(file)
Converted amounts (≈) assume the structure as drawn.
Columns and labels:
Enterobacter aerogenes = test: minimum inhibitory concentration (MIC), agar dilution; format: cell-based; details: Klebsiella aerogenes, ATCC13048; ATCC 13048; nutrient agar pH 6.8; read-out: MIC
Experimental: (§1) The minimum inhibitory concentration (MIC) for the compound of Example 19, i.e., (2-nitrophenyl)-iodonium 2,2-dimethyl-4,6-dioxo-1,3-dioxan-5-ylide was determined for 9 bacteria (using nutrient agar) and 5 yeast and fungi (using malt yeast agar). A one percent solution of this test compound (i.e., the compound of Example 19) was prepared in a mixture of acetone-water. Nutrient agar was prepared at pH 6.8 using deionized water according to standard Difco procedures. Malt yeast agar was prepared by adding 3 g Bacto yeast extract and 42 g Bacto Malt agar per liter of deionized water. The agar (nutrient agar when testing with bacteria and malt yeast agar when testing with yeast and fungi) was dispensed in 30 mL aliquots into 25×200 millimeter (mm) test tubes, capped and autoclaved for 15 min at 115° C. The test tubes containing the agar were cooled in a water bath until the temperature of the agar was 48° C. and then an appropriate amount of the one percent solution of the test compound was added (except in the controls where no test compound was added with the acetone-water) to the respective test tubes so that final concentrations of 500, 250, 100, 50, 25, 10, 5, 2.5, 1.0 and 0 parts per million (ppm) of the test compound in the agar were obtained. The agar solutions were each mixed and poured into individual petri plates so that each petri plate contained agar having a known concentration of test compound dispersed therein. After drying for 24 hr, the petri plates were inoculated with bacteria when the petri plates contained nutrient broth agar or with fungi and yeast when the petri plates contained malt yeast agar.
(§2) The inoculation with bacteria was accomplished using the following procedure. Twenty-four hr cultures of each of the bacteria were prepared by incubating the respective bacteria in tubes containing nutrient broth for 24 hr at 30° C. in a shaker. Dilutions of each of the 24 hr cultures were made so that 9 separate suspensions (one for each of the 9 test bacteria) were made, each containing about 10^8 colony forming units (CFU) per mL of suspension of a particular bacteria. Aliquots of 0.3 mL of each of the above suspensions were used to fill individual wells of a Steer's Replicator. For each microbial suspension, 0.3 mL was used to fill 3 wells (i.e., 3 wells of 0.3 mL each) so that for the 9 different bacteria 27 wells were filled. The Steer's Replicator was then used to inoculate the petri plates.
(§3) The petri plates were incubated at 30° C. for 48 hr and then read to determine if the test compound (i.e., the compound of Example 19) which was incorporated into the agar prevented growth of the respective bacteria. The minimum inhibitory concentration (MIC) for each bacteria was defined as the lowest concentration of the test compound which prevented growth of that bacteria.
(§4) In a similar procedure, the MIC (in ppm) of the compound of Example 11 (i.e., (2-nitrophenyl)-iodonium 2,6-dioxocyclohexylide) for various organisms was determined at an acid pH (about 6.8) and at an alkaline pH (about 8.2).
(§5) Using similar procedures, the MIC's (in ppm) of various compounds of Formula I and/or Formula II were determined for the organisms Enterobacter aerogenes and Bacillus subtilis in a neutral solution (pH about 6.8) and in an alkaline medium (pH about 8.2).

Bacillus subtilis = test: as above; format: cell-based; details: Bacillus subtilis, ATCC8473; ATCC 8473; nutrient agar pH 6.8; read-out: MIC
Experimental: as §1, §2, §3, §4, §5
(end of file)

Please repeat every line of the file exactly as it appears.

Converted amounts (≈) assume the structure as drawn.
Columns and labels:
Enterobacter aerogenes = test: minimum inhibitory concentration (MIC), agar dilution; format: cell-based; details: Klebsiella aerogenes, ATCC13048; ATCC 13048; nutrient agar pH 6.8; read-out: MIC
Experimental: (§1) The minimum inhibitory concentration (MIC) for the compound of Example 19, i.e., (2-nitrophenyl)-iodonium 2,2-dimethyl-4,6-dioxo-1,3-dioxan-5-ylide was determined for 9 bacteria (using nutrient agar) and 5 yeast and fungi (using malt yeast agar). A one percent solution of this test compound (i.e., the compound of Example 19) was prepared in a mixture of acetone-water. Nutrient agar was prepared at pH 6.8 using deionized water according to standard Difco procedures. Malt yeast agar was prepared by adding 3 g Bacto yeast extract and 42 g Bacto Malt agar per liter of deionized water. The agar (nutrient agar when testing with bacteria and malt yeast agar when testing with yeast and fungi) was dispensed in 30 mL aliquots into 25×200 millimeter (mm) test tubes, capped and autoclaved for 15 min at 115° C. The test tubes containing the agar were cooled in a water bath until the temperature of the agar was 48° C. and then an appropriate amount of the one percent solution of the test compound was added (except in the controls where no test compound was added with the acetone-water) to the respective test tubes so that final concentrations of 500, 250, 100, 50, 25, 10, 5, 2.5, 1.0 and 0 parts per million (ppm) of the test compound in the agar were obtained. The agar solutions were each mixed and poured into individual petri plates so that each petri plate contained agar having a known concentration of test compound dispersed therein. After drying for 24 hr, the petri plates were inoculated with bacteria when the petri plates contained nutrient broth agar or with fungi and yeast when the petri plates contained malt yeast agar.
(§2) The inoculation with bacteria was accomplished using the following procedure. Twenty-four hr cultures of each of the bacteria were prepared by incubating the respective bacteria in tubes containing nutrient broth for 24 hr at 30° C. in a shaker. Dilutions of each of the 24 hr cultures were made so that 9 separate suspensions (one for each of the 9 test bacteria) were made, each containing about 10^8 colony forming units (CFU) per mL of suspension of a particular bacteria. Aliquots of 0.3 mL of each of the above suspensions were used to fill individual wells of a Steer's Replicator. For each microbial suspension, 0.3 mL was used to fill 3 wells (i.e., 3 wells of 0.3 mL each) so that for the 9 different bacteria 27 wells were filled. The Steer's Replicator was then used to inoculate the petri plates.
(§3) The petri plates were incubated at 30° C. for 48 hr and then read to determine if the test compound (i.e., the compound of Example 19) which was incorporated into the agar prevented growth of the respective bacteria. The minimum inhibitory concentration (MIC) for each bacteria was defined as the lowest concentration of the test compound which prevented growth of that bacteria.
(§4) In a similar procedure, the MIC (in ppm) of the compound of Example 11 (i.e., (2-nitrophenyl)-iodonium 2,6-dioxocyclohexylide) for various organisms was determined at an acid pH (about 6.8) and at an alkaline pH (about 8.2).
(§5) Using similar procedures, the MIC's (in ppm) of various compounds of Formula I and/or Formula II were determined for the organisms Enterobacter aerogenes and Bacillus subtilis in a neutral solution (pH about 6.8) and in an alkaline medium (pH about 8.2).

Bacillus subtilis = test: as above; format: cell-based; details: Bacillus subtilis, ATCC8473; ATCC 8473; nutrient agar pH 6.8; read-out: MIC
Experimental: as §1, §2, §3, §4, §5